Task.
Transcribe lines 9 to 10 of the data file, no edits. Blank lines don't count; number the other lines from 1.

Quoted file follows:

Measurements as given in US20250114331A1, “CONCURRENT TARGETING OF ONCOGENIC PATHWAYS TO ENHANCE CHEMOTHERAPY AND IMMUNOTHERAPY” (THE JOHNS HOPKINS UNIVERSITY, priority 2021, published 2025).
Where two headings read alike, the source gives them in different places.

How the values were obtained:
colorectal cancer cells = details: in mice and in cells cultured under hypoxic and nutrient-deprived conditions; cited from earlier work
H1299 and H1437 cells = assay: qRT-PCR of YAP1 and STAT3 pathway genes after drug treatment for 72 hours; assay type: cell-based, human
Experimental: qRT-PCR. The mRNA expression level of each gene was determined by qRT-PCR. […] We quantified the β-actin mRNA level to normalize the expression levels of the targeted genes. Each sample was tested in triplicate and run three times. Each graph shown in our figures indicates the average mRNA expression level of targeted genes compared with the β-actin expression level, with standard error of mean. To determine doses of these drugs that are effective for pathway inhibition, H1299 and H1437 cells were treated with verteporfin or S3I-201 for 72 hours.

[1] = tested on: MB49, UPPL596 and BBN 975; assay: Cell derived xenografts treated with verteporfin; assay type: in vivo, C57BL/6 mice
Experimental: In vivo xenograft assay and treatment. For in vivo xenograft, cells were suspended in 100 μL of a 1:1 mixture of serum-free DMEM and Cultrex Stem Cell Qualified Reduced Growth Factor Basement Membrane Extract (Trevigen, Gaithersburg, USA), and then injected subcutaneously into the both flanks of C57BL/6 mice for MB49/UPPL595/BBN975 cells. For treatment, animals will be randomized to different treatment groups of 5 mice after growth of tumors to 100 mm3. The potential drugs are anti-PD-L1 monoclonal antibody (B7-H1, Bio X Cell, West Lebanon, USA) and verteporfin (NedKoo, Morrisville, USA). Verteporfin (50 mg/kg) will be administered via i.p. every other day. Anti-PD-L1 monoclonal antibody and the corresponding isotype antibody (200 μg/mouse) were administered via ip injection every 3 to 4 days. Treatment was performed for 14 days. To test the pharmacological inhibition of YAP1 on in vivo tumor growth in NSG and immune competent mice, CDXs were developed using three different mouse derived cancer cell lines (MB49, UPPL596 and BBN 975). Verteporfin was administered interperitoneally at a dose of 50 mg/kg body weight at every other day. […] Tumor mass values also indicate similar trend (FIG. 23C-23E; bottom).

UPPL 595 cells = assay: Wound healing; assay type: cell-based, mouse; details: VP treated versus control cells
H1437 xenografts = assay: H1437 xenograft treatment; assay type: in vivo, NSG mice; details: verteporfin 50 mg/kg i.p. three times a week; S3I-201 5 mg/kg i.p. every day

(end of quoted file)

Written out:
UPPL 595 cells = assay: Wound healing; assay type: cell-based, mouse; details: VP treated versus control cells
H1437 xenografts = assay: H1437 xenograft treatment; assay type: in vivo, NSG mice; details: verteporfin 50 mg/kg i.p. three times a week; S3I-201 5 mg/kg i.p. every day